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foshizzle
LSU Fan
Washington DC metro
Member since Mar 2008
37795 posts

Another win for AlphaGo
AlphaGo played Stockfish 8, the strongest chess program available. Well, the second strongest apparently. Out of 100 games Alpha go won 28 and never lost, drawing the rest.

What's more, AlphaGo was "turned on" not knowing anything other than the rules of the game and a multimillion game database to learn from. In only four hours it was ready to take on Stockfish.

Story here and academic paper with full description here

Interestingly, AlphaGo decided to mostly play the English and Queen's Gambit with white and the Caro-Kann with Black. It gave the French defense a whirl early but gave up on it despite never losing with it.

AlphaGo did it's thing by pure machine learning. As a calculator it wasn't that impressive, seeing only 80k positions a second while Stockfish saw 70 million a second.

If you like, you can download Stockfish for free but it will kick your ass.

Insert obligatory Terminator pic here.


Mahootney
Florida State Fan
Lovin' My German Footprint
Member since Sep 2008
7454 posts

re: Another win for AlphaGo
Well, white has the initial advantage, both in tempo and having the majority priority on deciding what game is going to be played.
But just like when it played Go, Alpha Go isn't bound by typical chess progressions and is a bit more "creative" than the standard plays.

I imagine that Stockfish followed the classical programming and more than likely used current meta, which in terms of the English and Queen's Gambit, does allow for white wins. On the other hand, Caro Kann is very drawish. AlphaGo probably realized that the initial disadvantage of being black dictated the approach to not lose when playing black and to utilize the advantage when playing white to try to secure victories.

The most interesting parts of the Go experiment was that AlphaGo did not care about margin of victory. It just cared about probability of victory. And, it would chose to win by 1 point if it had a 100% chance to win versus winning by 300 points if there was only a 99.999% chance to win. Most humans prefer the buffer and obtaining a larger 'perceived' advantage... even if the engines dictate that there is a finite reduction in probability of winning. I believe a lot of this had to do with the psychological effects it has on the participants, but that doesn't really apply to the computers.

I'd like to understand why AlphaGo decided to choose those particular variations.... and if it would continue to do so in the future. A lot was learned about Go theory after the exhibition. I'd love to see some evolution in Chess as well!!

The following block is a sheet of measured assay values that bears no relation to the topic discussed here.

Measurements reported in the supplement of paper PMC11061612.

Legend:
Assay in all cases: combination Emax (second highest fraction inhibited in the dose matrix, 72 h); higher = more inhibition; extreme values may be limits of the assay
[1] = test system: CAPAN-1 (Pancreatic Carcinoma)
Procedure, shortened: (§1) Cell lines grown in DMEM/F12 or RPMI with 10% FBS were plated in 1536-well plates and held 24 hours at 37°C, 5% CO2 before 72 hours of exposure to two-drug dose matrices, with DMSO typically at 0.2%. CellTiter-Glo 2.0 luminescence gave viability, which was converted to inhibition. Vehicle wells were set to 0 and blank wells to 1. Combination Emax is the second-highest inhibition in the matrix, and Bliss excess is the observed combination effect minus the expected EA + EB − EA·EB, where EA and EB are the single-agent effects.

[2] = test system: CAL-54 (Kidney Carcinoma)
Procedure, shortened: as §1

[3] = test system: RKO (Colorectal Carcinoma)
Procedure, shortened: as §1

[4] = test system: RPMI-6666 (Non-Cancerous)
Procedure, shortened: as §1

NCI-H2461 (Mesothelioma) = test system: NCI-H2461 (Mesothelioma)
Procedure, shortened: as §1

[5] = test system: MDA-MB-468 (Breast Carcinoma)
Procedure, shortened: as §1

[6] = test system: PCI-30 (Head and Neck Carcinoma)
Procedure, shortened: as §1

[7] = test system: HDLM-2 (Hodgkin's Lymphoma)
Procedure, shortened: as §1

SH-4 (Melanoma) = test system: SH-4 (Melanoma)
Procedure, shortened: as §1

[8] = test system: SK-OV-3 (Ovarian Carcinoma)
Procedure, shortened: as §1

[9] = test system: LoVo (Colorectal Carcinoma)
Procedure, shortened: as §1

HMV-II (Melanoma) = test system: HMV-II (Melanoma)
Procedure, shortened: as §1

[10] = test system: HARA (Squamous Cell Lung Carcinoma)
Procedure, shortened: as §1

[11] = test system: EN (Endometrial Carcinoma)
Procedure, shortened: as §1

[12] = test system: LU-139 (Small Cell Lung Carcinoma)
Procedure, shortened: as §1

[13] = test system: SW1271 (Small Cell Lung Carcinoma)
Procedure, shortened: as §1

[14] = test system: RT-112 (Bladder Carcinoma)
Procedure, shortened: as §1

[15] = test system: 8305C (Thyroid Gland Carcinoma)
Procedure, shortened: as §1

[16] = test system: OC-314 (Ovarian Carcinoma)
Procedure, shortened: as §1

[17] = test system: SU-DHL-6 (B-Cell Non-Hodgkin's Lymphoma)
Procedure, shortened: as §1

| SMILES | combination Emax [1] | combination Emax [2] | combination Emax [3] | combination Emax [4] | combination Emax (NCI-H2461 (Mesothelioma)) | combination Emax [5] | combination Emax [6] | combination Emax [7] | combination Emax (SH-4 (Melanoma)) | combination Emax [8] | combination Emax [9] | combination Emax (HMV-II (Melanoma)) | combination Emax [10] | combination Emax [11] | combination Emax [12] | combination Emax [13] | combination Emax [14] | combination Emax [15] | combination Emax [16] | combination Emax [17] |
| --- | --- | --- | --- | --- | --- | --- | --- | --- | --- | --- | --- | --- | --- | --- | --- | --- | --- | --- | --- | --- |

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Mahootney
Florida State Fan
Lovin' My German Footprint
Member since Sep 2008
7454 posts

re: Another win for AlphaGo
Page 6 of the academic paper shows the winning percentage of each game!
Including White's win/draw/lose games and Black's win/draw/lose games.

Super cool!!!

I'm doing a bit of analysis on why it chose the games it did.


Mahootney
Florida State Fan
Lovin' My German Footprint
Member since Sep 2008
7454 posts

re: Another win for AlphaGo
Not seeing why it liked Caro Kann over Ruy Lopez as a response to King's Pawn.
Only 6% net victory for black vs 12% with RL. (4w-1L vs 6w-0L) in the sample (50 as black).

Although CK has a lower percentage of allowing white wins than the RL (50% vs 52%), the Sicilian games are wayyyyy better for that (32%, 30%, & 22%).
In fact, the CK gives white the second highest win percentage when including the full 100 game sample (50white and 50black). So, why in the hell play it as black?
But I guess as black, there are more potential loss scenarios with the Sicilian.
However, variation B30 is by far the best game for Black in minimizing White's chance to win versus KP opening.

Additionally, the use of English Opening and Queen's Gambit are shocking based on the statistics.
Middle of the pack in wins. Bottom half in overall win percentage. Bottom half in wins and overall percentage based on openings without a loss.
It's just very hard to see any particular statistical reason for its preference.
Additionally, the EO gave it the most wins when playing black!!!! So, why would it choose to play it as white?!?!
Could it be that it has "human-like" preferences. Where it is just more interested in those games?
Or... that it is studying those games more deeply, or assessing/exploiting weaknesses in the Stockfish gameplay?

I'd love to see what the Grand Masters say about it!!!!


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